Shootout Winners from 2016

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Ella Fitzgerald – Whisper Not

A distinguished member of the Better Records Rock and Pop Hall of Fame.

Both sides of this original stereo pressing are White Hot – Triple Plus all the way! Breathy, tubey, big and clear, this is the best sound we have ever heard for Whisper Not. Superb engineering from the man behind so many great sounding Verve records, Val Valentin. “These fine-tuned arrangements also provide the perfect launching pad for Fitzgerald to place her own stamp on material associated with other singers.”

More Ella Fitzgerald

More Shootout Winners from 2016

Two As Good As It Gets sides back to back. You get superb space and transparency, a three-dimensional soundfield, and full-bodied, immediate vocals.

The key to any Ella recording on Verve is to find the pressing with the most presence, breathiness, richness, tubiness and all that other good stuff that vintage analog records can give you, whilst minimizing the midrangy EQ that plagues most of her albums.

And it can be done. This copy is proof! Hardness and honkiness are no strangers to her records, but the best pressings make the EQ on her vocals sound maybe not perfect, but right for the music.

The Music

A couple of high points: Spring Can Really Hang You Up The Most, the song Ella sang on her masterpiece, Clap Hands, is here rearranged for the players at hand, and the interpretation is fresh and moving. The song I Said No is filled with silly double entendres and is a hoot.

But I have to say those are two high points picked almost at random. Every track on this album is wonderful. I think this is one of her three or four best recordings ever. Another would be the Johnny Mercer songbook album.

Anyway, take it from an Ella fan, you can’t go wrong with this one.

The sound is rich and full-bodied in the best tradition of vintage jazz. You could demonstrate your stereo with a record this good. But what you would really be demonstrating is music that the listener probably hasn’t heard, and that’s the best reason to demonstrate a stereo!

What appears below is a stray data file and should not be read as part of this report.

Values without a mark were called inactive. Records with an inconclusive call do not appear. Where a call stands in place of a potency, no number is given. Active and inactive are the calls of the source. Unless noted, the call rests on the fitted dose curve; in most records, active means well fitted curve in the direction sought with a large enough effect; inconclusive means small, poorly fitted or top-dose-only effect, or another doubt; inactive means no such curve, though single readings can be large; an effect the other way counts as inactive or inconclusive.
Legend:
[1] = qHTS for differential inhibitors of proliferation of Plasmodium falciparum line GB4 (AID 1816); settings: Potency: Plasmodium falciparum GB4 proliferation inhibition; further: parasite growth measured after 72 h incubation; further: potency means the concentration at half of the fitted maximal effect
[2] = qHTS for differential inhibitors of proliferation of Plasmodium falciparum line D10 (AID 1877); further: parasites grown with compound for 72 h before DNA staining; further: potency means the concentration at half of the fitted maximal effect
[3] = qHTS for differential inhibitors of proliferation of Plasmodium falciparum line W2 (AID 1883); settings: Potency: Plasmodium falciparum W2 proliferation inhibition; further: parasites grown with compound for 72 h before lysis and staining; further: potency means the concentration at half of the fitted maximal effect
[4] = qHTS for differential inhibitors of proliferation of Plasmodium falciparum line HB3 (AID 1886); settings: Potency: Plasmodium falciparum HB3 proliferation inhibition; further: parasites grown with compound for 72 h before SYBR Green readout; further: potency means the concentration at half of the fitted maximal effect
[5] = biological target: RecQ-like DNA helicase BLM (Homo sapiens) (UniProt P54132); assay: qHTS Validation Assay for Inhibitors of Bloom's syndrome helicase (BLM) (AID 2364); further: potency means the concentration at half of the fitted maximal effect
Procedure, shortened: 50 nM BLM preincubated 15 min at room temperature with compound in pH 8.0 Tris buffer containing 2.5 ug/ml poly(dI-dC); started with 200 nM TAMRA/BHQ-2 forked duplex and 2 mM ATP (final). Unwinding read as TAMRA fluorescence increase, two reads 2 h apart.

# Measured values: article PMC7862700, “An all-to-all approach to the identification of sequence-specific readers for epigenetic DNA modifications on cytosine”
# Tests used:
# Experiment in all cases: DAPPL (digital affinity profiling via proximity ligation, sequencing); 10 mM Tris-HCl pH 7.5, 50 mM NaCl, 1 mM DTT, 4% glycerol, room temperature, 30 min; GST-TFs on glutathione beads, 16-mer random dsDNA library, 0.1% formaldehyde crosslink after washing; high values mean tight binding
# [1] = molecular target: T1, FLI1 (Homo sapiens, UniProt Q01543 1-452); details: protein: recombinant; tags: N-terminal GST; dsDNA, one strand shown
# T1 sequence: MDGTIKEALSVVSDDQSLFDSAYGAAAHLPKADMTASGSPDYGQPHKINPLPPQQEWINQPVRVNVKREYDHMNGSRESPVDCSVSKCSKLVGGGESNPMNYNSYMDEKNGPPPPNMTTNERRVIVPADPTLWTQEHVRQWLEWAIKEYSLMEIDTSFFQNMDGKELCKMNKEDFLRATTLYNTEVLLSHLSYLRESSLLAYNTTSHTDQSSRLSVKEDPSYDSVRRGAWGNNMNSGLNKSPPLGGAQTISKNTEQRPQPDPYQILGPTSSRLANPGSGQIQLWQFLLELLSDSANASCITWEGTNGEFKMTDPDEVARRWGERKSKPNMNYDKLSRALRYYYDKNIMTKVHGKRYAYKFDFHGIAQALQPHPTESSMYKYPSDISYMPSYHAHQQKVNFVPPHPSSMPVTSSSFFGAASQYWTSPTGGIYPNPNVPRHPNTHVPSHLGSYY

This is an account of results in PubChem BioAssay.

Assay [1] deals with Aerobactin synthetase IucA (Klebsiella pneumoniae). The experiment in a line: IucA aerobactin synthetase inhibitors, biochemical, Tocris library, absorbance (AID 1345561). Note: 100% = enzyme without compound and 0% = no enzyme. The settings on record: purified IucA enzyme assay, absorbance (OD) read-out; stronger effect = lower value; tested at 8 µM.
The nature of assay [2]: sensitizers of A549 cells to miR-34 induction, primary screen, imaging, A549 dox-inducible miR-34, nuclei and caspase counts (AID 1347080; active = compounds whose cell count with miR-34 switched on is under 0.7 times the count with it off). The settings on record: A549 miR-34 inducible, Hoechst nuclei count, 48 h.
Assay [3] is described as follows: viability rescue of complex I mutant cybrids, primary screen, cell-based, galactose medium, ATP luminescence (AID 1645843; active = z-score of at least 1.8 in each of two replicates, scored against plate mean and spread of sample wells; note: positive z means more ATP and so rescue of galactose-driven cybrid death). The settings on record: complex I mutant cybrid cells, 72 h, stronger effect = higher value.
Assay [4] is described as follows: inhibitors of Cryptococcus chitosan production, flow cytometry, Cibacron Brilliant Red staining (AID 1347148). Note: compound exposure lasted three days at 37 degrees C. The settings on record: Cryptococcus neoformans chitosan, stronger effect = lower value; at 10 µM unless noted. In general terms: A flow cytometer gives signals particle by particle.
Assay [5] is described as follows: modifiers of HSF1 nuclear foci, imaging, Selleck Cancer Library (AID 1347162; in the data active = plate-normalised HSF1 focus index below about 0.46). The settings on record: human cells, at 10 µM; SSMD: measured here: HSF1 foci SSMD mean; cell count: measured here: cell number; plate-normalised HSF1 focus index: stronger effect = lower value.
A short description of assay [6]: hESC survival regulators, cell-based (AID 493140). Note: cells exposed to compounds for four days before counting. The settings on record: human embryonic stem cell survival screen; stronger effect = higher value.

The First Lady of Song

Until about ten years ago I hadn’t run into a clean copy of the record. I had liked a Japanese pressing years before, but even the best Japanese pressings usually fall short of the better domestic copies in terms of warmth, richness, sweetness, naturalness and all the rest of the stuff that the Japanese don’t seem to care much about. (If you have a Japanese pressing of an album in your collection and you can’t beat it with a different import or domestic LP, you just not trying.)

But I digress. My local record store had one sitting in the bin one day many years ago in lovely condition, presenting me with the perfect opportunity to find out whether this Verve album from 1967 presented the early “good” Ella or the later “bad” Ella.

Because sometime in the later ’60s she started making bad records. I know. I’ve played them. Misty Blue comes to mind. Everything she ever did for Pablo comes to mind. Some of you out there have told me that you actually like some of her Pablo material, but I cannot share your enthusiasm for those recordings. In my opinion she had completely lost it by the time she hooked up with her old buddy Norman Granz in the ’70s.

Apparently I am not alone in this estimation. Just stumbled upon this quote today on Wikipedia:

Her 11 years on the Verve label had seen her make her most acclaimed recordings, critically and commercially. The jazz critic Will Friedwald described her pre-Verve work on Decca as “seeming a mere prelude”, and her “post-Verve years as an afterthought.”

This is the second to the last album she did for the label, and the last one recorded for them in the studio. In our opinion she left on a high note.

Marty Paich, Arranger Extraordinaire

On the cover of this record Ella ooks a little frumpy; I was afraid this album was going to be frumpy too. I’m glad to say that the opposite is true. This album swings with the best she’s ever recorded. A lot of the credit must go to Marty Paich, one of my all-time favorite arrangers. I have been a big fan of his ever since I first heard what he did for Art Pepper on his Modern Jazz Classics record on Contemporary from way back in 1959. The arrangements on Whisper Not just solidify my love for the guy’s work.

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